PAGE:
App for Healthy Eating

Do phones, food, photos, and fitness mix? Massive Health is hoping they do. The San Francisco mobile health startup, which debuted last spring with $2.25 million in seed funding from Felicis Ventures, Greylock, Andreessen Horowitz, Charles River Ventures, and Mohr Davidow Ventures, has come out with its first consumer app. It’s called The Eatery, and it’s designed to get iPhone owners to think more carefully about how they stuff their faces.

Introduced yesterday, The Eatery invites you to use your iPhone’s camera to take a picture of your meal—before you eat it, ideally—and then to rate it from “Fat” to “Fit” on an 11-star scale. The app will track your entries, and on a daily and weekly basis it will send you summaries intended to help you discover patterns and make healthier eating choices. There’s also a social element: you can connect with Facebook friends who also use The Eatery, and they’ll rate your meal photos too, providing a sort of reality check on your own ratings.

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"After reading “Life in the Deadly World of Medicine,” my eyes were opened. I always trusted that our care providers had our best interest at heart, but after reading this book I decided to become more educated and to make more informed decisions about my healthcare and that of my family. I realized that healthcare providers are people too, and while they are educated and well meaning, mistakes can happen.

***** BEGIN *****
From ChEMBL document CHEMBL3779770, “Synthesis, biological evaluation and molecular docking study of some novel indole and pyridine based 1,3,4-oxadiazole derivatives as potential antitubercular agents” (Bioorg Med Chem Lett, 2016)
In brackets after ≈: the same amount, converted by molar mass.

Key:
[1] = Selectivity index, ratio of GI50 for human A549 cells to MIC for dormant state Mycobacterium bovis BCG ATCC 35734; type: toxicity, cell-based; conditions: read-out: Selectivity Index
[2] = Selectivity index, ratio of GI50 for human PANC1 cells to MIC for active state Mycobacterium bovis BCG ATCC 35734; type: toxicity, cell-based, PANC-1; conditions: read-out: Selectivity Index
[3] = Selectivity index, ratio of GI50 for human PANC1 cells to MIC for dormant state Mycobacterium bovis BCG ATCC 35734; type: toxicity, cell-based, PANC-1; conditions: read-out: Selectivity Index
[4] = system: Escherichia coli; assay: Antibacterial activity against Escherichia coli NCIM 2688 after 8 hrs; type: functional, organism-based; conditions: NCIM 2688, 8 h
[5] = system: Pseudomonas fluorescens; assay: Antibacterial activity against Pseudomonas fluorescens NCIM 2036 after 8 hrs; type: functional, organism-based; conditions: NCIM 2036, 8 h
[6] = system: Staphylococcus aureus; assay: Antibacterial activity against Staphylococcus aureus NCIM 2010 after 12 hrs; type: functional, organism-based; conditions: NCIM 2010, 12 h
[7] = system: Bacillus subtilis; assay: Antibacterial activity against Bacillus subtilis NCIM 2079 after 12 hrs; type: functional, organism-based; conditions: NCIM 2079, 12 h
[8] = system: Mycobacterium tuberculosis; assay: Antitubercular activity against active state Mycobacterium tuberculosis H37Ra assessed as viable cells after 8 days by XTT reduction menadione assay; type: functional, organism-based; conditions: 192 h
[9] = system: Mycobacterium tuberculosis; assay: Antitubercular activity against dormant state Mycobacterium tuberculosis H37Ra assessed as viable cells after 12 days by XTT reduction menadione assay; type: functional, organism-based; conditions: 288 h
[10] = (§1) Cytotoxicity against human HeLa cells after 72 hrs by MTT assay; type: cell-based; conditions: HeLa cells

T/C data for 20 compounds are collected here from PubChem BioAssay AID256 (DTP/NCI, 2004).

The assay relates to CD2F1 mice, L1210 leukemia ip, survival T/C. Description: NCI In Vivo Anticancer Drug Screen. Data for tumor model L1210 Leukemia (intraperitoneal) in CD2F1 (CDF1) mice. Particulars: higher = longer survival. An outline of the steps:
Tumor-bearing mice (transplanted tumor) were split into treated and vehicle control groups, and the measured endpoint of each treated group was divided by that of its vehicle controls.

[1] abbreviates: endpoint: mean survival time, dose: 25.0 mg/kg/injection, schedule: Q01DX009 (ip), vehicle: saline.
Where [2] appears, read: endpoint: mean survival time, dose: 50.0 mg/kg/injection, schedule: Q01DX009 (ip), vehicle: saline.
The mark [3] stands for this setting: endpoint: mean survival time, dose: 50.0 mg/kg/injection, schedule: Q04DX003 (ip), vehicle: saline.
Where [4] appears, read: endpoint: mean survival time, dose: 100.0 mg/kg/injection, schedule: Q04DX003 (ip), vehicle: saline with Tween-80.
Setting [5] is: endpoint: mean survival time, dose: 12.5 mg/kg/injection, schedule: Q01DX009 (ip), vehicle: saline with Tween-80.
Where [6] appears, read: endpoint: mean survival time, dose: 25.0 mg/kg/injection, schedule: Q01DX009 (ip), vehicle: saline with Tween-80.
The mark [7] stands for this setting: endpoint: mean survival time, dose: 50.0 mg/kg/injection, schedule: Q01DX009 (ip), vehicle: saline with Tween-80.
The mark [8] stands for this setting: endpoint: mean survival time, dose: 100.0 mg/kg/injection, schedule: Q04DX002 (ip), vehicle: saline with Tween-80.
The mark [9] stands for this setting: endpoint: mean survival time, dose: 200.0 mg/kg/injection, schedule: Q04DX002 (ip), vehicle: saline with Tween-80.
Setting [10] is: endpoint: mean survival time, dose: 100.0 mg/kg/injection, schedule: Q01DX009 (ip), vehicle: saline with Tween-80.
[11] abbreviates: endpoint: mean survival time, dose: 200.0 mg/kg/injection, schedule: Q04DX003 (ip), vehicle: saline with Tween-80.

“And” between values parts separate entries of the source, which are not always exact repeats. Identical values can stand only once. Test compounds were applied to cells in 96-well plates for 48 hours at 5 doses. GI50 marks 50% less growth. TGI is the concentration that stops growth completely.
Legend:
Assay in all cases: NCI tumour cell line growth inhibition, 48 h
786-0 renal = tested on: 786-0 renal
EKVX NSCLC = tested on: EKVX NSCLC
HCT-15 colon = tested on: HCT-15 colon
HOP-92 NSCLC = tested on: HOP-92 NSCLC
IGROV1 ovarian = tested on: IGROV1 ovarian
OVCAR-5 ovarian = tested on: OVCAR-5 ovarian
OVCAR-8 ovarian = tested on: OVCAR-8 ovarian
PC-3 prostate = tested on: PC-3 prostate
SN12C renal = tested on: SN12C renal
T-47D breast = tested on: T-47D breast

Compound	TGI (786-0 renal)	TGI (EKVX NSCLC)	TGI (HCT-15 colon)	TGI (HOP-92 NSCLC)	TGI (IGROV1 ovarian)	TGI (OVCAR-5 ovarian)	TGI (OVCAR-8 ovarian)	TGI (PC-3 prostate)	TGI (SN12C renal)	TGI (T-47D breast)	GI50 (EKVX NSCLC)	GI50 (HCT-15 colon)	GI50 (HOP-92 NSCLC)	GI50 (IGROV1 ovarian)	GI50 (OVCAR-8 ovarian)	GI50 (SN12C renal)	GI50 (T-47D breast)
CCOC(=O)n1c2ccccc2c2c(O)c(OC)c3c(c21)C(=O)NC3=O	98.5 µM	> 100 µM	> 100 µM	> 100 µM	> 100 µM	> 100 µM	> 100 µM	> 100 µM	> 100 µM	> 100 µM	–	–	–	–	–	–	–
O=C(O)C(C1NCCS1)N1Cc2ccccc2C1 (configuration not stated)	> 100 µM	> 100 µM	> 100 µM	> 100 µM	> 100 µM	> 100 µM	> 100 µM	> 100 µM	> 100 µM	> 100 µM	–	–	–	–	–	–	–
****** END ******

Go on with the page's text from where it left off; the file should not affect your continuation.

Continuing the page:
Several months ago, I had the frightening experience of taking my 4 week old infant to the hospital to be admitted for RSV, a respiratory infection that is fatal in infants. I had been a patient in the hospital before, but my perspective was different, thanks to “Life in the Deadly World of Medicine”. I was more aware of whether or not I had seen the nurse washing her hands when entering the room, I wanted more information about the medications administered to my child, and I had a list of questions for the doctors written out so that I would not forget to ask them when they made their rounds.

Many babies die from RSV, even while receiving care in the hospital. With medical mistakes on the rise, I was grateful that I had read this book. It might have very well kept my baby alive!" Maggie Ruch, Norfolk, VA

“People need to be more educated in regard to the pitfalls of medicine - to be more empowered to their own healthcare. The book may be the gift of life – theirs.” Lawrence Land, Attorney

“I purchased the book because my husband Dan, a gastroenterologist, would find it of interest.” Lynn Neumann, Attorney for The Norfolk Foundation

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“I was always aware of the things that go wrong in hospitals (own personal experience with my maternal grandmother dying because of a punctured colon), and this book is filled with information of these self same incidents of misdiagnoses, wrong medications, patients left alone so long they are in danger of dying, if not dying - warnings for us to know if we or a loved one find themselves in hospital.” Bonnie Primm, Certified Life Coach and Consultant
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